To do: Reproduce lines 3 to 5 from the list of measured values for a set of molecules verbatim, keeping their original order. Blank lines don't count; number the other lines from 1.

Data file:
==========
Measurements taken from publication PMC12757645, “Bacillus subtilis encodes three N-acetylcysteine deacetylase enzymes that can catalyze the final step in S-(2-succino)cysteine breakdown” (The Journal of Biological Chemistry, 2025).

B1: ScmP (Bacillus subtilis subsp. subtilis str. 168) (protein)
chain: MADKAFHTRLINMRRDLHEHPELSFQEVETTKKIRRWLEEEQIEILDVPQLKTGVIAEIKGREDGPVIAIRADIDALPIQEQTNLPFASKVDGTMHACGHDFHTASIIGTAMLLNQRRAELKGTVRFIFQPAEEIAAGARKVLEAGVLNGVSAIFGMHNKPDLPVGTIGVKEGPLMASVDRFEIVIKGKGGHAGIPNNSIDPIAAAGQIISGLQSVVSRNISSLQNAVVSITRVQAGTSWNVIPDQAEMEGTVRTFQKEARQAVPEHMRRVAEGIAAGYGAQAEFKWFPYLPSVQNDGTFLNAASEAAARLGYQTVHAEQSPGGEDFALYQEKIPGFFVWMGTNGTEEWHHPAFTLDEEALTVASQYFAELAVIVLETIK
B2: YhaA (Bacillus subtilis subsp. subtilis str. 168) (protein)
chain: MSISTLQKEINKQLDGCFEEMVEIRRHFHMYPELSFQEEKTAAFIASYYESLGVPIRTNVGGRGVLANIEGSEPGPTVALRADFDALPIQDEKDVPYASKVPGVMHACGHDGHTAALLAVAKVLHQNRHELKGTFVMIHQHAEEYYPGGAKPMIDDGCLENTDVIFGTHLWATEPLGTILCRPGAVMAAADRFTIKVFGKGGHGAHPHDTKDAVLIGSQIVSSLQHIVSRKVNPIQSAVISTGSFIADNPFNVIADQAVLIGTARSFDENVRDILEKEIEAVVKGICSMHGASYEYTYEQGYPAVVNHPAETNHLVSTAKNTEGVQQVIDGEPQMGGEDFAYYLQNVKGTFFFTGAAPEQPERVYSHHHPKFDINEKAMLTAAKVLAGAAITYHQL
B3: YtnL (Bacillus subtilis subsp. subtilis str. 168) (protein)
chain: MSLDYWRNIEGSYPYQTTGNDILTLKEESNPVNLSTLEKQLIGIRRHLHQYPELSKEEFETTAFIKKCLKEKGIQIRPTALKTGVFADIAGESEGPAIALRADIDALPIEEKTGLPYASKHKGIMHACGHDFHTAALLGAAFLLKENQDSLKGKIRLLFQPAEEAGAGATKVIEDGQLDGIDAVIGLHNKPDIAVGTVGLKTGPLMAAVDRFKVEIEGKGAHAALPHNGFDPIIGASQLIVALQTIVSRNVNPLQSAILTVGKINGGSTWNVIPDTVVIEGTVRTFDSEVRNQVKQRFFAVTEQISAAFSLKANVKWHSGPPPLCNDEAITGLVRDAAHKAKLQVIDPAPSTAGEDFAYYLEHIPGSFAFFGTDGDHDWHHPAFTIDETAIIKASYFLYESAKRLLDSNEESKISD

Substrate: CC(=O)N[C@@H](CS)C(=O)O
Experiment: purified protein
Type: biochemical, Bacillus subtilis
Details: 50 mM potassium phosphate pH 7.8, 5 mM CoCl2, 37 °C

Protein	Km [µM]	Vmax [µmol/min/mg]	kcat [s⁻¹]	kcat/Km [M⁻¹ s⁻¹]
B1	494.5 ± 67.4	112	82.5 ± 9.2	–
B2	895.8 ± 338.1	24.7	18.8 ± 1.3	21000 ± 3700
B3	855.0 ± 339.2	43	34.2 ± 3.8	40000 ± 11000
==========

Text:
chain: MADKAFHTRLINMRRDLHEHPELSFQEVETTKKIRRWLEEEQIEILDVPQLKTGVIAEIKGREDGPVIAIRADIDALPIQEQTNLPFASKVDGTMHACGHDFHTASIIGTAMLLNQRRAELKGTVRFIFQPAEEIAAGARKVLEAGVLNGVSAIFGMHNKPDLPVGTIGVKEGPLMASVDRFEIVIKGKGGHAGIPNNSIDPIAAAGQIISGLQSVVSRNISSLQNAVVSITRVQAGTSWNVIPDQAEMEGTVRTFQKEARQAVPEHMRRVAEGIAAGYGAQAEFKWFPYLPSVQNDGTFLNAASEAAARLGYQTVHAEQSPGGEDFALYQEKIPGFFVWMGTNGTEEWHHPAFTLDEEALTVASQYFAELAVIVLETIK
B2: YhaA (Bacillus subtilis subsp. subtilis str. 168) (protein)
chain: MSISTLQKEINKQLDGCFEEMVEIRRHFHMYPELSFQEEKTAAFIASYYESLGVPIRTNVGGRGVLANIEGSEPGPTVALRADFDALPIQDEKDVPYASKVPGVMHACGHDGHTAALLAVAKVLHQNRHELKGTFVMIHQHAEEYYPGGAKPMIDDGCLENTDVIFGTHLWATEPLGTILCRPGAVMAAADRFTIKVFGKGGHGAHPHDTKDAVLIGSQIVSSLQHIVSRKVNPIQSAVISTGSFIADNPFNVIADQAVLIGTARSFDENVRDILEKEIEAVVKGICSMHGASYEYTYEQGYPAVVNHPAETNHLVSTAKNTEGVQQVIDGEPQMGGEDFAYYLQNVKGTFFFTGAAPEQPERVYSHHHPKFDINEKAMLTAAKVLAGAAITYHQL